The Words I Said Out Loud Today

…..it was not provoked, it was not premeditated, it was not said in anger or even in jest……it was just a casual conversation where suddenly I just opened my mouth and said what has been thought for a long time, often spoken about (in agreement at conferences), and something that needed to be said, but often left unsaid.

I said “Using a projector to display powerpoint is not using technology.”

The teacher did not jerk back in disbelief, look appalled, or eyes well up in tears.
The teacher did not jump to defend or begin to stammer out excuses.

The teacher nodded and agreed.

And then we started to talk about other possibilities of ways to use the projector in the classroom besides just displaying power points that held content that was already written in the books on the students desks.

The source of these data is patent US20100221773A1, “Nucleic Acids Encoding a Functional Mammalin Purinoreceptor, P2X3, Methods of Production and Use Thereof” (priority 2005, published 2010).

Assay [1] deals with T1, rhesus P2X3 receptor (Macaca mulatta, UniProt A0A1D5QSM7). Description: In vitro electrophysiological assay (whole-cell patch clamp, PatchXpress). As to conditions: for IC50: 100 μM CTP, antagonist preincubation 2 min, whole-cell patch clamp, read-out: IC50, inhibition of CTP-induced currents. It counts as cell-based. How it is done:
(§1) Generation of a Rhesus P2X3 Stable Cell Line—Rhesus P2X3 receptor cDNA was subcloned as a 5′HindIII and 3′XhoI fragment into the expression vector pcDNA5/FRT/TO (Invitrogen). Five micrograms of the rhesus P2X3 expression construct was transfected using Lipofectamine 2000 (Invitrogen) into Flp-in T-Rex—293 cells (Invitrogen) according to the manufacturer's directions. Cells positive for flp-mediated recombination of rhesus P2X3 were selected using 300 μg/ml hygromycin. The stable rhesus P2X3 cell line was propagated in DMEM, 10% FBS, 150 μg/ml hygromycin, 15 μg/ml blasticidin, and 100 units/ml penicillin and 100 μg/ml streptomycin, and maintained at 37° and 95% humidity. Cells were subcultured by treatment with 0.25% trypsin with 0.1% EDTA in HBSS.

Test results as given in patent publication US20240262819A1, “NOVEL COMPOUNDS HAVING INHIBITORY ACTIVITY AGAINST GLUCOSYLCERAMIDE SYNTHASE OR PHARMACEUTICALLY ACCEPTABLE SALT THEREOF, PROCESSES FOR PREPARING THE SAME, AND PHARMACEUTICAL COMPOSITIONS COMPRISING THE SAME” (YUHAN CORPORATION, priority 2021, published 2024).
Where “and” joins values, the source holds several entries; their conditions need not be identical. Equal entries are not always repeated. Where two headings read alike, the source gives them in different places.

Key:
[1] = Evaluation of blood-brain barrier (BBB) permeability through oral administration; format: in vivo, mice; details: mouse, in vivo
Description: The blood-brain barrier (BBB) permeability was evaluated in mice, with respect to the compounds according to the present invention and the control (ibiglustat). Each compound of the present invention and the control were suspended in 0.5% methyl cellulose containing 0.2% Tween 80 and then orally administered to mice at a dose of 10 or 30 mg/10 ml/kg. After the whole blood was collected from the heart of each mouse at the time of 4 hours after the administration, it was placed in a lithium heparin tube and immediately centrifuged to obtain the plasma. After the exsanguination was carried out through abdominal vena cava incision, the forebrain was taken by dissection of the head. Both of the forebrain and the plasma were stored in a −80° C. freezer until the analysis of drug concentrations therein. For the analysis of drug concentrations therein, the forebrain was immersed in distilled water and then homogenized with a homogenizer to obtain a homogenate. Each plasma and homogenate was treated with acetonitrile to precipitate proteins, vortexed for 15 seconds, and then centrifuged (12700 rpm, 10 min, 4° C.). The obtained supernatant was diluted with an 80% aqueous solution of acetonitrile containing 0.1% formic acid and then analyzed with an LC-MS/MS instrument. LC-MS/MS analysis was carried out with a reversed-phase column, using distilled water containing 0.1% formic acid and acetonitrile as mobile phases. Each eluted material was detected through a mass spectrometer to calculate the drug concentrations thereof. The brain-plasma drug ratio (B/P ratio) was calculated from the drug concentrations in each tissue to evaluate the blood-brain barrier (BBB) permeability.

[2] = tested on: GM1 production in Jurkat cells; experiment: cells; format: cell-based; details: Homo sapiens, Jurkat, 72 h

We talked about the internet.  We talked about her projecting her student work on the “white board” and then having peer editing.  We talking about interactive maps and skype and blogs and email.   We talked about her wireless keyboard/mouse and the opportunities if she began to pass it around her class.   We talked about students creating presentations on chapters and project tests versus multiple choice tests.

We talked about turning off the projector and having conversations rather than just teacher led discussions.  We talked about taking down the “mounted” projector and making it much more movable to a variety of locations.  We talked about that if her projector was taken away, she could still continue as an effective teacher.

We talked about how having some professional development opportunities where our staff show ways they are using their projectors in their classroom might be helpful.  We talked about asking “YOU” (my readers) how you might be using projectors in your classroom.   We talked that perhaps using projectors just for powerpoint and for watching movies really is not a valid argument for having to have a projector.

We stood by her doorway and shared possibilities for 20 minutes today — because of the words I finally said out loud today.

Jen

 

9 comments